The San Francisco Bay area is known as the heart of Silicon Valley and the innovative technical culture that thrives there.  The University of California Schools, along with local Stanford University, provide a wealth of highly educated researchers ready to be involved in citizen science or guide the public in their citizen science endeavors.  Currently it is a great place to find new citizen science tools being made, from a thriving DIYBio community to programmers creating many of the citizen science apps we use today.  Even the old Xerox PARC center laid a building block for the 1970's amateur computer clubs that Apple eventually sprouted from.  Again citizen science and entrepreneurship show their close link and make San Francisco a worthy choice at number three.

2) Washington, DC
Free access to a treasure trove of information and activities are at the heart of DC's citizen science appeal. Start with the Smithsonian Institution Museums...the Air and Space and Natural History museums are free to the public and host world class treasures -- from the Hope Diamond to the Space Shuttle Discovery and everything in between.  The city also attracts leading experts to speak at free or low-cost events, either at the museums or at the many scientific associations around town (such as a American Academy of Sciences and National Geographic Society) hoping to lend a scientific voice to our politics.  Even the headquarters of major Federal agencies (such as the National Science Foundation) offer access to cutting-edge discoveries to the public.  Of course, you can learn all about happenings in the DC area at our sister site ScienceinDC.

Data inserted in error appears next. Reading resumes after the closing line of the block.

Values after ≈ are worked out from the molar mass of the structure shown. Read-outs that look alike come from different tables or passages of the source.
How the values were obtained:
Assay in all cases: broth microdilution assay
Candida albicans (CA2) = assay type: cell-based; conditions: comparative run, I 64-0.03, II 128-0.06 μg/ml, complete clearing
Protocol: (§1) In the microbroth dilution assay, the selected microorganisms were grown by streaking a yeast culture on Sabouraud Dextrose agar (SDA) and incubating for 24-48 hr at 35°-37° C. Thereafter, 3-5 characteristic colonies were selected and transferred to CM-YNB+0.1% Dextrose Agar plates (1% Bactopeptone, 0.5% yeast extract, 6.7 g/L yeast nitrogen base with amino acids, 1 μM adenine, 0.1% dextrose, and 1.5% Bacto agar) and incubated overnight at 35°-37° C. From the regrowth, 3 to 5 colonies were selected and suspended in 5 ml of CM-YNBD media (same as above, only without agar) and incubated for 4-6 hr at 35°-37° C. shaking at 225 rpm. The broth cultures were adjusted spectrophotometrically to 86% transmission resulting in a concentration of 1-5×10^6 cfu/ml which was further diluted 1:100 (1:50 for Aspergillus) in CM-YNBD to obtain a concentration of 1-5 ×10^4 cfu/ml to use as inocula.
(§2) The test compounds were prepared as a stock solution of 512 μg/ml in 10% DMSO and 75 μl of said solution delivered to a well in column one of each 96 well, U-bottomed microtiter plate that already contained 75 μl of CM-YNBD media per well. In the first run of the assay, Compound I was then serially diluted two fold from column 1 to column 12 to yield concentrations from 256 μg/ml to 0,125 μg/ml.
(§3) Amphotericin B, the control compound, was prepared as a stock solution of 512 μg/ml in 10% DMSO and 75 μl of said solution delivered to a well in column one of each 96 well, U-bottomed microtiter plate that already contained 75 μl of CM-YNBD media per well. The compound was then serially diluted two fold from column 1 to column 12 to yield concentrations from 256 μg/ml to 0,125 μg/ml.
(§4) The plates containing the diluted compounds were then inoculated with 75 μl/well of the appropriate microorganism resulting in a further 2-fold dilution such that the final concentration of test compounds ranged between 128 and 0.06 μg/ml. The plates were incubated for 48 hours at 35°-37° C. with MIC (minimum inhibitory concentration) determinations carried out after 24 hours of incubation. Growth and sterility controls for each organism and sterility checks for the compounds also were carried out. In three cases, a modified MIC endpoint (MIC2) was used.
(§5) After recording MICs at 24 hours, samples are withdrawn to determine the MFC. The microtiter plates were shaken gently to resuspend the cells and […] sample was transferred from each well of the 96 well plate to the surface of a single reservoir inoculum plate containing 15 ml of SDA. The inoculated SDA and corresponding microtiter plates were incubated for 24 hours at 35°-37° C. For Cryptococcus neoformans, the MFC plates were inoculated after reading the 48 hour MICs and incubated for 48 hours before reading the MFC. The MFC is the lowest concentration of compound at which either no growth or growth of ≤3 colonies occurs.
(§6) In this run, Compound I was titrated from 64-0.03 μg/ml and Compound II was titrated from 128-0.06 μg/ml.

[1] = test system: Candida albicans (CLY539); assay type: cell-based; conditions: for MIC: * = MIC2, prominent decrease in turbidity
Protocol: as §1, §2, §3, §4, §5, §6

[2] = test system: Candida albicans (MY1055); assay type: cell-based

1) Honolulu, HI
What doesn't Hawaii top the charts in?  Ifthe beautiful beaches and tropical climate aren't enough to lure you over the Pacific, hopefully the scientific opportunities will!  The Hawaiian islands in general are a nature-lovers paradise with bountiful tropical forests to hike through, as well as an ocean filled with coral reefs and abundant sea life. There are active volcanoes for understanding the Earth's interior, and for experiencing completely different ecosystems at high elevation.  Finally there's Honolulu, with its high tech industry and world class university.  What more does a citizen scientist want?


So what do you think of this list?  Did I miss your favorite city?  Do you think Boston (MA), Ithaca (NY), or Oak Ridge (TN) were wrongly overlooked?  Let me know in the comments below and keep the conversation going.